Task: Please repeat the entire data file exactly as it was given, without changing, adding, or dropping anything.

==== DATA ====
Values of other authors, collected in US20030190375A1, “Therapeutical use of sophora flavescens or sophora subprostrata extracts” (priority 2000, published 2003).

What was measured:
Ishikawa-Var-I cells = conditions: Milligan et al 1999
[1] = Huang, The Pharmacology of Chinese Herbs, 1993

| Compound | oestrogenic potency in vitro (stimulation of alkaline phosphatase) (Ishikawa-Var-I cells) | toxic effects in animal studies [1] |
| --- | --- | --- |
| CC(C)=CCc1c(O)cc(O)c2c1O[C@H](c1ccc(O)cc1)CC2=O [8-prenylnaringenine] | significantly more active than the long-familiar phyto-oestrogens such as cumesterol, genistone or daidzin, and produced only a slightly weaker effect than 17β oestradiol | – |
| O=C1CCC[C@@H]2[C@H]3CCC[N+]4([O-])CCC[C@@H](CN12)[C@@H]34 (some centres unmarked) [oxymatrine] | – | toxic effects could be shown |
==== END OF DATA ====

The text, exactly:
Values of other authors, collected in US20030190375A1, “Therapeutical use of sophora flavescens or sophora subprostrata extracts” (priority 2000, published 2003).

What was measured:
Ishikawa-Var-I cells = conditions: Milligan et al 1999
[1] = Huang, The Pharmacology of Chinese Herbs, 1993

| Compound | oestrogenic potency in vitro (stimulation of alkaline phosphatase) (Ishikawa-Var-I cells) | toxic effects in animal studies [1] |
| --- | --- | --- |
| CC(C)=CCc1c(O)cc(O)c2c1O[C@H](c1ccc(O)cc1)CC2=O [8-prenylnaringenine] | significantly more active than the long-familiar phyto-oestrogens such as cumesterol, genistone or daidzin, and produced only a slightly weaker effect than 17β oestradiol | – |
| O=C1CCC[C@@H]2[C@H]3CCC[N+]4([O-])CCC[C@@H](CN12)[C@@H]34 (some centres unmarked) [oxymatrine] | – | toxic effects could be shown |